Living during a time when Christianity was spreading rapidly across the Roman Empire, the pagan empress needed to do something to restore cultic worship amongst the citizens. Funding this project seems to be her attempt to minimize Jesus’ fame.”

The Roman empress did not need to restore cultic worship across the Roman Empire, as in fact in her time Christians were an insignificant minority of the empire’s population and cultic worship hadn’t been interrupted or abandoned. It is not impossible that the empress had heard about Jesus, but there is no historical evidence to suggest that she did. Nothing in the historical record shows that the empress did anything or took any decisions taking Christianity into account. Your entire 'motive'-argumentation is based on lies or ignorance, misrepresentation and straw man fallacies.

Philostratus Was Skeptical of Apollonius’ Miracles

“Philostratus, though, couched miracle claims with phrases such as “it is reported that” or “some believe.” Case in point. Reporting on Apollonius of Tyana’s most famous miracle (raising a dead girl to life), Philostratus reports that the girl probably wasn’t dead at all, and even states that only some believed she was. He indicates that this girl had some kind of mist coming out of her mouth prior to Apollonius “healing” her.”

All you are saying is that Philostratus was a more honest author and that he did not accept everything that was said or written about Apollonius at face value. A bit further in your article, you invoke 'embarrassing material' as evidence for the reliability of your gospels. But doesn't this equally apply for Philostratus' trustworthiness?

The Gospels are nothing like this. They make no qualms about Jesus’ miraculous activity.”

Here I fully agree. The gospel authors wrote whatever they (allegedly) heard without any concern for truth or objectivity. Their aim was not to subject the content of their writings to a critical analysis but to enhance, embellish and solidify what they believed or pretended to believe; they would add and invent stuff if they thought it fit the purpose. Their blatant bias is the first red flag to question the historical reliability of their “biographies”. Throughout his article, Ryan Leasure uses the terms ‘skeptic’ and ‘skepticism’ as an insult or deplorable flaw, but then enthusiastically embraces Philostratus’ skepticism when it suits him. His stance on critical thinking is quite confusing, if not to say hypocritical.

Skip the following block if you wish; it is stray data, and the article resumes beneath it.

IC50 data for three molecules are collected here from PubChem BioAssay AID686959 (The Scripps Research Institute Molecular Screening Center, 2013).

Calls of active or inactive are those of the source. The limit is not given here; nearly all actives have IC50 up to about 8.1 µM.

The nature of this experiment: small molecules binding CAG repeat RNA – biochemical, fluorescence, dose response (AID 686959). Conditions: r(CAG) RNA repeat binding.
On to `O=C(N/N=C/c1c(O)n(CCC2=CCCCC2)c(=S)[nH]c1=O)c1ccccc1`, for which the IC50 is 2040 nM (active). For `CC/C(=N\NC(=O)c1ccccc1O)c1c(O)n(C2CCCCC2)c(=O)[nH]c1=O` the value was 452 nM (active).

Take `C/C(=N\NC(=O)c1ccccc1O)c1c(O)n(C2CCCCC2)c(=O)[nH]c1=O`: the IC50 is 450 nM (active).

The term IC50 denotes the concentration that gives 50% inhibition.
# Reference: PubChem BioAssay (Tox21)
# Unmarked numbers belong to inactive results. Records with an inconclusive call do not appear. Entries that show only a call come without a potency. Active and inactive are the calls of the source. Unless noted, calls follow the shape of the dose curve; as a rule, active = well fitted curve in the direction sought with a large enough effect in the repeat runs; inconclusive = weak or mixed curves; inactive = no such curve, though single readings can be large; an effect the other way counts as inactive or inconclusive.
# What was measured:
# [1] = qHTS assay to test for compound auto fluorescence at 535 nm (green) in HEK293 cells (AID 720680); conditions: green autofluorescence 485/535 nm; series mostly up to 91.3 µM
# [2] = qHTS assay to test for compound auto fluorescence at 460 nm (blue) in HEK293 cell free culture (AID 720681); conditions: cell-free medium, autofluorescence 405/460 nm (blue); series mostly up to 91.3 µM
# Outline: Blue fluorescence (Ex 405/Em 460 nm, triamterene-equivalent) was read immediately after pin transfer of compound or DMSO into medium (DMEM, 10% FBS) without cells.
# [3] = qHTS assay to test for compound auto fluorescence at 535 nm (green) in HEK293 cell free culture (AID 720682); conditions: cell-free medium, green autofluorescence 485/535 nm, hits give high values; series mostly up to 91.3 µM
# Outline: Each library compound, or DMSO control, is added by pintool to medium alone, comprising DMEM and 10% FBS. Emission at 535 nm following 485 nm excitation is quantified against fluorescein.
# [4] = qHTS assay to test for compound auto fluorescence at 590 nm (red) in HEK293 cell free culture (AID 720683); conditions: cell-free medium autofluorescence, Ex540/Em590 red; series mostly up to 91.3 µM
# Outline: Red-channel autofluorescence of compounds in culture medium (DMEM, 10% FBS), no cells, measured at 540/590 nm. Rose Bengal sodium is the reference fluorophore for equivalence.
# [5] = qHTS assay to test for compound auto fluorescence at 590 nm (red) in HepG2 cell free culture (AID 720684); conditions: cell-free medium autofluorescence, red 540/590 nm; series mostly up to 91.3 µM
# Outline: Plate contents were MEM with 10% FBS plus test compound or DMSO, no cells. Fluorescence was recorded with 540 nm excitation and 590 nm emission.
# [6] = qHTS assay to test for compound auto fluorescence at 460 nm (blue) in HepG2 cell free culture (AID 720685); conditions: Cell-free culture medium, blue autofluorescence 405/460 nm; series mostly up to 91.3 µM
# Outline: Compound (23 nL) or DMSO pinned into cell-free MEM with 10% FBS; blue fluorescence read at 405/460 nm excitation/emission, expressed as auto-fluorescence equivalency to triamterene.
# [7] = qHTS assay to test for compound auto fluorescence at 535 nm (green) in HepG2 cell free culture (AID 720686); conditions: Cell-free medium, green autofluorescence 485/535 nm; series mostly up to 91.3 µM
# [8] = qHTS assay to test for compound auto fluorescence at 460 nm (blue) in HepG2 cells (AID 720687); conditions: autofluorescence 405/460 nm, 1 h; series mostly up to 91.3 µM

The Problem of Historical Errors

The Gospels provide all kinds of evidence for their historical reliability. Non-Christian corroborating sources, eye-witness testimony, an understanding of local customs, and embarrassing material all suggest that these sources are trustworthy”.

The gospels also provide all kinds of evidence for their historical inaccuracy (when exactly was Jesus born again?). There are no corroborating, non-Christian sources on Jesus’ life and ministry, there are no eye-witness testimonies (name one!), and as a whole the hundreds of contradictions between the four gospels and within each gospel respectively as well as Paul’s "own" contradictory statements all suggest that these sources are not to be trusted. Saying that there is evidence is not evidence.

While Philostratus attempts to give us a biography, many scholars acknowledge that his work reads more like a romance novel. As Boyd and Eddy remark, “while few have gone so far as to reject a historical Apollonius altogether, most scholars are rather skeptical about the historicity of major aspects of the image offered by this one source written well over a century after the figure it depicts.”

As most scholars would concur: while few go so far as to reject a historical Jesus altogether, most scholars are rather skeptical about the historicity of major aspects of the image offered by the few sources written half a century after the figure they depict. Once again, skepticism is heartily welcomed by Ryan Leasure when it is directed at an extra-biblical character, but despised when that same attitude is directed towards the fiction stories he just happens to believe in.

The Alleged Resurrection

Jesus’ resurrection is the single-most-important fact about Christianity. If he didn’t rise, Paul says, we’re still in our sins. Fortunately, Jesus did die and rise again as the Gospels report, and there’s ample evidence to back this up this claim.”

The first sentence in this quote is absolutely correct: the belief that Jesus rose from the dead changed the world. Immediately after, he again engages in a circular argument. Fortunately, Jesus did die and rise again as the gospels report, and the gospels are the evidence that he did die and rise again. Ryan is just mimicking Paul, where the latter gives “evidence” for Jesus’ resurrection in his letter to the Corinthians: